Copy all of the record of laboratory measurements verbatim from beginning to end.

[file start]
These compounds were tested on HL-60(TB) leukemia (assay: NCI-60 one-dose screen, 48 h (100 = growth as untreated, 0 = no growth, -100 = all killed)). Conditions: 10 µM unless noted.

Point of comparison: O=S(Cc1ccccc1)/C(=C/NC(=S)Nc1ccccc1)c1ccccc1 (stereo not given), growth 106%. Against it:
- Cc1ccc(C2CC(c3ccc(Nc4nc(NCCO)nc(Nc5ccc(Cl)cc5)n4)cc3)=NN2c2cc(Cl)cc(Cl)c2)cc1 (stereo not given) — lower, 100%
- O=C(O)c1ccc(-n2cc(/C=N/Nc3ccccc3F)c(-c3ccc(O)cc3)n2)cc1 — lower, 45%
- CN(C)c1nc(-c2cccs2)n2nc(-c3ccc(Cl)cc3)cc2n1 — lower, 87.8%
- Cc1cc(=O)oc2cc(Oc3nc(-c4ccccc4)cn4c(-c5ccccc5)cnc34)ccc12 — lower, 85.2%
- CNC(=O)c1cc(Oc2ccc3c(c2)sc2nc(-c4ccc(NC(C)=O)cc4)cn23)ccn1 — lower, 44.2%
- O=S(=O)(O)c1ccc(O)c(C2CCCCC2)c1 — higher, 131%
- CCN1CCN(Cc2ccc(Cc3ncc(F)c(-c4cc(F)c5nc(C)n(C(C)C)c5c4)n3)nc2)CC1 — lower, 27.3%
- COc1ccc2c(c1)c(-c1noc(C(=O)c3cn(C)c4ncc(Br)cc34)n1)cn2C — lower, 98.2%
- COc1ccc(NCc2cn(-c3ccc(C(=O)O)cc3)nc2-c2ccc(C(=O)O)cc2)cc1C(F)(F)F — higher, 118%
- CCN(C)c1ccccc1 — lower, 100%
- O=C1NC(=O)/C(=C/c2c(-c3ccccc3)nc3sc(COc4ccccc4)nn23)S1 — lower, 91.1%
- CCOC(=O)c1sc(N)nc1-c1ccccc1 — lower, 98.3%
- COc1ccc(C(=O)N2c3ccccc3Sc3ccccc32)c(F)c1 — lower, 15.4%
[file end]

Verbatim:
These compounds were tested on HL-60(TB) leukemia (assay: NCI-60 one-dose screen, 48 h (100 = growth as untreated, 0 = no growth, -100 = all killed)). Conditions: 10 µM unless noted.

Point of comparison: O=S(Cc1ccccc1)/C(=C/NC(=S)Nc1ccccc1)c1ccccc1 (stereo not given), growth 106%. Against it:
- Cc1ccc(C2CC(c3ccc(Nc4nc(NCCO)nc(Nc5ccc(Cl)cc5)n4)cc3)=NN2c2cc(Cl)cc(Cl)c2)cc1 (stereo not given) — lower, 100%
- O=C(O)c1ccc(-n2cc(/C=N/Nc3ccccc3F)c(-c3ccc(O)cc3)n2)cc1 — lower, 45%
- CN(C)c1nc(-c2cccs2)n2nc(-c3ccc(Cl)cc3)cc2n1 — lower, 87.8%
- Cc1cc(=O)oc2cc(Oc3nc(-c4ccccc4)cn4c(-c5ccccc5)cnc34)ccc12 — lower, 85.2%
- CNC(=O)c1cc(Oc2ccc3c(c2)sc2nc(-c4ccc(NC(C)=O)cc4)cn23)ccn1 — lower, 44.2%
- O=S(=O)(O)c1ccc(O)c(C2CCCCC2)c1 — higher, 131%
- CCN1CCN(Cc2ccc(Cc3ncc(F)c(-c4cc(F)c5nc(C)n(C(C)C)c5c4)n3)nc2)CC1 — lower, 27.3%
- COc1ccc2c(c1)c(-c1noc(C(=O)c3cn(C)c4ncc(Br)cc34)n1)cn2C — lower, 98.2%
- COc1ccc(NCc2cn(-c3ccc(C(=O)O)cc3)nc2-c2ccc(C(=O)O)cc2)cc1C(F)(F)F — higher, 118%
- CCN(C)c1ccccc1 — lower, 100%
- O=C1NC(=O)/C(=C/c2c(-c3ccccc3)nc3sc(COc4ccccc4)nn23)S1 — lower, 91.1%
- CCOC(=O)c1sc(N)nc1-c1ccccc1 — lower, 98.3%
- COc1ccc(C(=O)N2c3ccccc3Sc3ccccc32)c(F)c1 — lower, 15.4%